Another Welisizwe bridge ready for use

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Last month’s devastating floods in KwaZulu-Natal provided added impetus to the Department of Public Works and Infrastructure’s (DPWI’s) Welisizwe rural bridges programme, of which the SA Army Sappers are an integral part.

This combined effort has seen Bailey-type bridges erected across ravines and streams, which turn into raging torrents during the rainy season, with Sappers working alongside locals to ensure access to services. These range from healthcare provided by rural clinics through to schools and transport.

A government statement has it DPWI and the KwaZulu-Natal provincial government, in collaboration with the Department of Defence (DoD), is constructing bridges in “various districts”.

One of these is the Nsimbakazi Bridge in Empangeni which will be taken into service tomorrow (Thursday, 5 May) by ministers Patricia de Lille (Public Works and Infrastructure) and Thandi Modise (Defence and Military Veterans). Modise’s day starts at Tek Base in Lyttelton, Centurion, where she will officially launch Africa Aerospace and Defence (AAD) 2022, the 11th iteration of the exhibition.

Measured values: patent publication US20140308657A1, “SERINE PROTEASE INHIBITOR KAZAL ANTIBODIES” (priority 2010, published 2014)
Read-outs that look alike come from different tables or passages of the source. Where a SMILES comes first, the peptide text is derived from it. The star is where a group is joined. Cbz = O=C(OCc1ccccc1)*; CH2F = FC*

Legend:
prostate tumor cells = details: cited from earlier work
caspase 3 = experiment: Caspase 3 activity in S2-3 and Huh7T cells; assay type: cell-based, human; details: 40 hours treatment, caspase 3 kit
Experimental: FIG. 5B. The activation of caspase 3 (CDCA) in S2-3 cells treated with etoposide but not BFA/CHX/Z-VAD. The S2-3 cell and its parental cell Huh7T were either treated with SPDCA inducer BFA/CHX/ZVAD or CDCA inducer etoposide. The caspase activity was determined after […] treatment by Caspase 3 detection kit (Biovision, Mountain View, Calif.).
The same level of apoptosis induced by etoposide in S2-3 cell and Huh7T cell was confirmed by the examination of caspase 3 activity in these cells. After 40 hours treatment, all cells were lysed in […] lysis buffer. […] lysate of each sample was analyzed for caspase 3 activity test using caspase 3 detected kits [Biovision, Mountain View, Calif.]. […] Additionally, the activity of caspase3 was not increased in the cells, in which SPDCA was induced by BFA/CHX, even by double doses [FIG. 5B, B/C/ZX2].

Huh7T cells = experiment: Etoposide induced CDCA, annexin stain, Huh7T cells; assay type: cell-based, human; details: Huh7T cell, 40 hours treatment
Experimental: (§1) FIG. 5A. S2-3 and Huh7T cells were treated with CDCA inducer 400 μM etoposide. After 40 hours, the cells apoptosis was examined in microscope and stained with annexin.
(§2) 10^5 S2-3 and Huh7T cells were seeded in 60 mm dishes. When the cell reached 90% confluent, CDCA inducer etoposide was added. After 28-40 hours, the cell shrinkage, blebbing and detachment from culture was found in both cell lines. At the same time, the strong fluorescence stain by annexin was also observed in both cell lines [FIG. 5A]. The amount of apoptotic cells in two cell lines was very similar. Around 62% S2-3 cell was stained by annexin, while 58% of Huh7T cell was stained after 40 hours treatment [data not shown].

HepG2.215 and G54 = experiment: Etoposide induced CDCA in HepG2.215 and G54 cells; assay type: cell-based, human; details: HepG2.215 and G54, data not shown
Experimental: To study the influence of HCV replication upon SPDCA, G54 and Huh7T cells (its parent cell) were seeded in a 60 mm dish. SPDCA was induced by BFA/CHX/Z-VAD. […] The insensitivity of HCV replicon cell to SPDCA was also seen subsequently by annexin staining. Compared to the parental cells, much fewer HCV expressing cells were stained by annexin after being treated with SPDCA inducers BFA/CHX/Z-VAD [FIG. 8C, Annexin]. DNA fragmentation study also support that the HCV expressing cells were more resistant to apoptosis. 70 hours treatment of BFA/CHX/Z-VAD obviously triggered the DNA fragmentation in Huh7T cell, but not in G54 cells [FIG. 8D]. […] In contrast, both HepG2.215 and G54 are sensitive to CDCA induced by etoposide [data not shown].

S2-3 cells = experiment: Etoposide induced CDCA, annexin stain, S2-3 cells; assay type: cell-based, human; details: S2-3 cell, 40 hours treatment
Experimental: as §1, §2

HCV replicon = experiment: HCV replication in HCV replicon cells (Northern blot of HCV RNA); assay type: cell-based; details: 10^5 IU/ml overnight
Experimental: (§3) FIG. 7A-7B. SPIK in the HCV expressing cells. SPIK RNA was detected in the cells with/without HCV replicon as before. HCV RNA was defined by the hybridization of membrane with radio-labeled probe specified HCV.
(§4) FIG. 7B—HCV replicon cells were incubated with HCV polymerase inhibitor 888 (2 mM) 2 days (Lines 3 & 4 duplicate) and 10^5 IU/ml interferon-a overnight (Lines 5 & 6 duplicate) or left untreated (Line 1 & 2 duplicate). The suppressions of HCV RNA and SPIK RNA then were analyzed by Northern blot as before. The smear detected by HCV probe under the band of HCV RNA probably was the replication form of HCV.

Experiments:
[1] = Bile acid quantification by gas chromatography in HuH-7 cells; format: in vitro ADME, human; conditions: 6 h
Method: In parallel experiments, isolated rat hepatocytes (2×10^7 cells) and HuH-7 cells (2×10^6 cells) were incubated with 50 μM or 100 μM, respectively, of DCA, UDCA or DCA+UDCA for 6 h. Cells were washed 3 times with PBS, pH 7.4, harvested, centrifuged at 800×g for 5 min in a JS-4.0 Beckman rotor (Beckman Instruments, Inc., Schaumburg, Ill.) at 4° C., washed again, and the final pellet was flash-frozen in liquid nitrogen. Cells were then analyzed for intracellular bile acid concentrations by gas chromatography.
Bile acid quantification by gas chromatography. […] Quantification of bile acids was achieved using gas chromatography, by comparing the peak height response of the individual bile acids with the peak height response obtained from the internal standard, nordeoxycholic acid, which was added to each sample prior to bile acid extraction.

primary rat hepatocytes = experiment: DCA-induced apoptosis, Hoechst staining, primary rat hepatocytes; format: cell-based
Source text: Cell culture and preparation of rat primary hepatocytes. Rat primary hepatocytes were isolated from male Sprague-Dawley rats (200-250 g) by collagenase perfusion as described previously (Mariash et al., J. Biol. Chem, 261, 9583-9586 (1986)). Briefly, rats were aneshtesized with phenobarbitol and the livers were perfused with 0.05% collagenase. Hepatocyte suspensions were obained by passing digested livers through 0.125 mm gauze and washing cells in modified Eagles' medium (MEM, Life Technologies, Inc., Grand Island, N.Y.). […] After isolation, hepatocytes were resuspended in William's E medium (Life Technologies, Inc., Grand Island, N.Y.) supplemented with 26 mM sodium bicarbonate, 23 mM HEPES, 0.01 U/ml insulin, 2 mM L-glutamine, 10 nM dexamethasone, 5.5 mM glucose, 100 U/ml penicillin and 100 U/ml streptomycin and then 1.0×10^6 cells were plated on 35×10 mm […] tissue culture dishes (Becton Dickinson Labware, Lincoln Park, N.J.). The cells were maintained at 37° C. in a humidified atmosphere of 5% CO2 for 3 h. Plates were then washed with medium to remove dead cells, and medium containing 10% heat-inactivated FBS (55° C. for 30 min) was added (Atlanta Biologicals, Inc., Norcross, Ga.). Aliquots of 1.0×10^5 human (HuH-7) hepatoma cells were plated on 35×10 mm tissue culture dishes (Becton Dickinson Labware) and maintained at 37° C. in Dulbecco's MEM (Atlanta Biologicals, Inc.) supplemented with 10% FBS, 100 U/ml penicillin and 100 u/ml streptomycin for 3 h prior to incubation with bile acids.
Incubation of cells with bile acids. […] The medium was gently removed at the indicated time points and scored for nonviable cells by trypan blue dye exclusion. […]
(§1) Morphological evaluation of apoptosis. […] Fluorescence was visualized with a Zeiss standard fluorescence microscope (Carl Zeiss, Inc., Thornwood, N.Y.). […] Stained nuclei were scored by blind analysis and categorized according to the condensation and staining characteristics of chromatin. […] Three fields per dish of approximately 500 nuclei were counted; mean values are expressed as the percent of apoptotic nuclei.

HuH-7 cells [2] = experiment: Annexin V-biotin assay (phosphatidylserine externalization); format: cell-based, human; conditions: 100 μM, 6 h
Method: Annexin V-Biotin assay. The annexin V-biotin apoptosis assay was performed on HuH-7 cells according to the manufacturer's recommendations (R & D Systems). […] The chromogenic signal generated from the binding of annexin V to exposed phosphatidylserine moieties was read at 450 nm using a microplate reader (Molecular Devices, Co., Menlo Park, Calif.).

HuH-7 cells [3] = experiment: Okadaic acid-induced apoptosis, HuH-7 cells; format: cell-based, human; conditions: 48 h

The rural bridges programme is, according to the statement, part of government’s response to access challenges to social facilities and part of SONA (State of the Nation Address) commitments announced by President Cyril Ramaphosa.

Starting in 2020/2021, 14 bridges were erected at various communities in KwaZulu Natal, providing access to schools, work and clinics.

To date the programme contributed to skills development with 23 graduates appointed as bridge assessment, project management and maintenance teams. Positions filled were junior and assistant engineers as well as candidate construction project managers.

The project provided EPWP (Expanded Public Works Programme) opportunities for people in surrounding communities. In total 420 EPWP opportunities were provided during construction of 14 bridges in KwaZulu-Natal.

In light of the floods DPWI and DoD are working with provincial government for more bridges elsewhere across the province.



Eighteen bridge sites were identified and assessed for the 2022/23 financial year and following the floods, an additional six sites were identified for bridges. Last month (April) an additional 28 sites needing bridges were received from municipalities.